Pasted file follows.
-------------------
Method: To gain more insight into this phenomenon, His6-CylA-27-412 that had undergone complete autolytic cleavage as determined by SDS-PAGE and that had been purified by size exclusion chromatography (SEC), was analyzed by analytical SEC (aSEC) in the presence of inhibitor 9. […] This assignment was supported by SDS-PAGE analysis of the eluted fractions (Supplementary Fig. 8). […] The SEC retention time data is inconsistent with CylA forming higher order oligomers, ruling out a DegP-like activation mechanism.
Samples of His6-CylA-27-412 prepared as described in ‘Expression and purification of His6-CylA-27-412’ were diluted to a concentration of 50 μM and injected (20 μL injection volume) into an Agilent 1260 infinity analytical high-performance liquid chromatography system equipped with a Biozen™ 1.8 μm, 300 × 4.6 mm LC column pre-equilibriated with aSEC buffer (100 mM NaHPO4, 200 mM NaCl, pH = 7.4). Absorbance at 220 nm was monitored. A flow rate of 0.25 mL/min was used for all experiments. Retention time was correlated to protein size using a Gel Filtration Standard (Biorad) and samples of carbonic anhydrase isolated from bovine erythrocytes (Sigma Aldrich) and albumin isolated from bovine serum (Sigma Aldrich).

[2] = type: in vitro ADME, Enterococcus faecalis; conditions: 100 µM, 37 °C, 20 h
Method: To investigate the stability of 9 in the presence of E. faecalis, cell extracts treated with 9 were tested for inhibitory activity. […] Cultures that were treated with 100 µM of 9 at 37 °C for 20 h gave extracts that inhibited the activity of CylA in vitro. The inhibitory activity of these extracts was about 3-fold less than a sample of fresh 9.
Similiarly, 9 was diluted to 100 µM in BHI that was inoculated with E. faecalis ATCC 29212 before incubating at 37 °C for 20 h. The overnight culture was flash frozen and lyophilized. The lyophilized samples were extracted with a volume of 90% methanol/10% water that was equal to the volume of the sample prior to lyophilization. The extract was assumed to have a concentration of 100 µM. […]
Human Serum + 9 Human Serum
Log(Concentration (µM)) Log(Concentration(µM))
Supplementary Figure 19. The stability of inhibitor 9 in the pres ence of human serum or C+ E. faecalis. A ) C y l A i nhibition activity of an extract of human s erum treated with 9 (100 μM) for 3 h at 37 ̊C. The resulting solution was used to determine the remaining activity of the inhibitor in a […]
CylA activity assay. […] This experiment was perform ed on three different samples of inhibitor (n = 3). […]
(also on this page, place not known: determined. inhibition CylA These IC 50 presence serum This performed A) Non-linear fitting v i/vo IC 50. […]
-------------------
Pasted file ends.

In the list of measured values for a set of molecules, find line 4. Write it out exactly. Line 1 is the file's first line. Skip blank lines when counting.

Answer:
Method: To investigate the stability of 9 in the presence of E. faecalis, cell extracts treated with 9 were tested for inhibitory activity. […] Cultures that were treated with 100 µM of 9 at 37 °C for 20 h gave extracts that inhibited the activity of CylA in vitro. The inhibitory activity of these extracts was about 3-fold less than a sample of fresh 9.